by Joe Rutter
Last week a fishy deal was struck, as Facebook donated £4.5 million to the National Council for the Training of Journalists. It’ll fund some 80 traineeships with local newspaper publishers that will last two years. Fantastic, on the face of it. On the face of it (the mantra on which Facebook was built) a rainbows-and-flowers deal, an altruistic gesture on behalf of the almighty Facebook to rescue the vulnerable and decrepit print journalism industry from destitution. A good cause, I’m sure we can agree, for the Zuckerberg zillions: better than nuclear weapons or propping-up dictatorships. So let’s leave it at that, shall we? Except then there’s this lingering feeling that something more, something insidious, is happening.Continue Reading
by Lewis Martin
Content warning: mentions sexual harassment
This month, Spiked launched their newest Freedom of Speech University Rankings for 2018. The fourth edition of the rankings, which started in 2015, are an ‘assessment’ of freedom of speech on our campuses. Spiked’s methodology is simplistic. They look at the policies and actions of both universities and their students’ unions (SUs), ranging from the no-platforming of controversial speakers to their codes of conduct. They then give each uni and each SU a rank of red, amber or green, and give an overall ranking to each institution based on these two scores.
by Yali Banton Heath
A figure which always captures my attention at the end of each year is the number of environment and land defender murders that have taken place over those past dozen months.
2016 was bloody. 200 people lost their lives that year while protecting their land and natural resources. The Guardian and Global Witness have estimated that last year, in 2017, there were 185 such deaths. Sadly, yet unsurprisingly, these figures are always underestimations, as in reality far more deaths occur over land and environmental struggles than get reported.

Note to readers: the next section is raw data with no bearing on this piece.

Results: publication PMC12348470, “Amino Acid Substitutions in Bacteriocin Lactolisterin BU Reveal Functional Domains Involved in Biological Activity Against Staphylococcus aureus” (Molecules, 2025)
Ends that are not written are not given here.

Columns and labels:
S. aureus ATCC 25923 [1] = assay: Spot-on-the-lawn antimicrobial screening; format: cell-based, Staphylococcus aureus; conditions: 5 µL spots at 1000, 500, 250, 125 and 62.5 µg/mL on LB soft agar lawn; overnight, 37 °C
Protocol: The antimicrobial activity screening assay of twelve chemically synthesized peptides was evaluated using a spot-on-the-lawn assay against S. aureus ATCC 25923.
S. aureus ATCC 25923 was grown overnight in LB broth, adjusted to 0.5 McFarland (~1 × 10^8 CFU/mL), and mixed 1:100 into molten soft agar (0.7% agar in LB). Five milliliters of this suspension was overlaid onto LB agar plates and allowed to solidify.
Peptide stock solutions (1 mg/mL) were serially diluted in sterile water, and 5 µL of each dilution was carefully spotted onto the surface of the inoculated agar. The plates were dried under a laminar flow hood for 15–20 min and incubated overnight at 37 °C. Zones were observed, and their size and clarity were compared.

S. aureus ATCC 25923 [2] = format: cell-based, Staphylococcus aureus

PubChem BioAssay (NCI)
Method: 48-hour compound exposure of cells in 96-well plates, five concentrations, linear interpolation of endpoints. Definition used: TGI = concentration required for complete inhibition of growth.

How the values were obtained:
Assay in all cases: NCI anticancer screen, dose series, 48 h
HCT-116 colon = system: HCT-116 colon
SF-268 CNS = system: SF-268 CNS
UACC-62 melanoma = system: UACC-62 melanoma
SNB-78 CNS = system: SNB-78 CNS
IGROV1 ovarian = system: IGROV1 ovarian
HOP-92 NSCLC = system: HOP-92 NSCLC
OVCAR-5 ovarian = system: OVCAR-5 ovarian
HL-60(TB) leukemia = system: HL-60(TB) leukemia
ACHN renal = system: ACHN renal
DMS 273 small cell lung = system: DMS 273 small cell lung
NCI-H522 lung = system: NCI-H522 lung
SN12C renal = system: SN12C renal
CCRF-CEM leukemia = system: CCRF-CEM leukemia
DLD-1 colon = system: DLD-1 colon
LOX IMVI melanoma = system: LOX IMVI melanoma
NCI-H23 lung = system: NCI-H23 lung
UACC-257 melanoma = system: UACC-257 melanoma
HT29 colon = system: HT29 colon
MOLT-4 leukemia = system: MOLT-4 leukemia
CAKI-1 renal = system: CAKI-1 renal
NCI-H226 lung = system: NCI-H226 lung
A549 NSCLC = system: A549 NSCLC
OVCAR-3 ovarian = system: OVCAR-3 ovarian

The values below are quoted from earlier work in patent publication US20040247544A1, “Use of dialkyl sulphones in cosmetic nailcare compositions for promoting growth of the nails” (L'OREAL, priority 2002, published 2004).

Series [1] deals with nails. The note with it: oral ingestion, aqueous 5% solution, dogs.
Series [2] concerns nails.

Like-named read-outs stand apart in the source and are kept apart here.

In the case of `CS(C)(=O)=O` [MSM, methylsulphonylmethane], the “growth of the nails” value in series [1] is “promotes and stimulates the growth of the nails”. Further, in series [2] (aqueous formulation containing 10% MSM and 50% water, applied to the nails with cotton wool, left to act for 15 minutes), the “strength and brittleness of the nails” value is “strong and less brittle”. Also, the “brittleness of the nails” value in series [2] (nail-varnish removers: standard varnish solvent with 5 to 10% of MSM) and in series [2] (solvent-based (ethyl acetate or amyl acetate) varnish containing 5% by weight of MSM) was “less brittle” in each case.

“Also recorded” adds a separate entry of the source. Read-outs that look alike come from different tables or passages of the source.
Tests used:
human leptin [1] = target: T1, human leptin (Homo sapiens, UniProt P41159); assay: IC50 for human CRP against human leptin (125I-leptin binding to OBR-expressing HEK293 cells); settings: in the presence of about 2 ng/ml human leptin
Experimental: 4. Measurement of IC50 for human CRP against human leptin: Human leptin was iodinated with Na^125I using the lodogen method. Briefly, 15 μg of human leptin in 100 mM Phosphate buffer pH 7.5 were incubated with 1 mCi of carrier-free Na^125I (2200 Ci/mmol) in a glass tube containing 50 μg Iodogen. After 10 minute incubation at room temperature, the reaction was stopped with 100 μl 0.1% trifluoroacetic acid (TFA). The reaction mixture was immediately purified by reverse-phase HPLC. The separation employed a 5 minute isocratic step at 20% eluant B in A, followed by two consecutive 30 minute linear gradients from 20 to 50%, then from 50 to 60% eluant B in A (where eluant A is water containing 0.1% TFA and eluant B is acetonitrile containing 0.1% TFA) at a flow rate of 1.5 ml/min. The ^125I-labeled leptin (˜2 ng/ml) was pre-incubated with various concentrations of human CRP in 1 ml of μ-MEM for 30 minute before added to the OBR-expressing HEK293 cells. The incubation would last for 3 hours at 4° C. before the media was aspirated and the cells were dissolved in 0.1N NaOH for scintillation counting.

As the country with the third highest environmental defender death toll globally (beneath Brazil and Colombia), the Philippines continues to have the highest environmental activist death toll for any Asian country. The archipelago of over 7,000 islands is seen to be one of South East Asia’s booming economies. But what will 2018 bring with regard to the country’s piss poor human rights and all too frequent environmental killings?Continue Reading
by Chris Jarvis
Following up on the incendiary Built on Our Backs EP in 2015, Darlington’s darlings of hardcore In Evil Hour are back, this time with their second full-length release – Lights Down. In the age of an emboldened far right, intensified hawkishness in the international military arena, and revelations of the worst excesses of neoliberalism with the likes of the Grenfell disaster, Lights Down is a much needed and timely response.Continue Reading
by Joe Burns
Content warning: this article contains links to graphic videos and mentions animal cruelty
Over a billion farmed animals are killed in Britain every year. That includes over 10 million pigs, over 15 million sheep, 16 million turkeys, and over 2.6 million cows.
This business is a traditional part of Norfolk, and British, life. Farming of all kinds has been a part of life in Norfolk for hundreds of years. This rural county is most well-known for breeding turkeys, though it is also a moderate producer of other meats, especially from cows and pigs. Is the mass production of animals for consumption something to be proud of though?Continue Reading
by Laura Evans
Content warning: this article mentions homophobia
It’s been quite a week in Australian politics. You might have heard that the Turnbull government (a coalition of the centre-right Liberal Party and slightly further-right-but-mostly-rural National Party) have been debating marriage equality and have launched something called a postal-plebiscite. To understand why this is a Big Complicated Deal, we have to go back to 2004.Continue Reading
from a member of UEA Labour Students
In the midst of multiple crises faced by students, universities and schools, the outcome of the snap general election will be a major indicator of the future of the UK education sector. Each week until the vote we are featuring perspectives from our regular contributors and guests on what the election could mean for students.
Having resolved to sit down today and write this article, I’m struck by the appropriateness of my day. I caught the bus to UEA from outside one of the few remaining Sure Start centres, a public service provided by the last Labour government which has been decimated by the Conservatives (and Liberal Democrats) since 2010. My bus was 40 minutes late, the consequence of a privatised, under-funded service – and even the previously UEA-hosted launderette I went to had been privatised since I last used it. It served as a strong reminder of the power of Labour government to change lives for the better, which contrasts with the crumbling services and privatisation festival that has characterised the last 7 years of Conservative and ConDem government.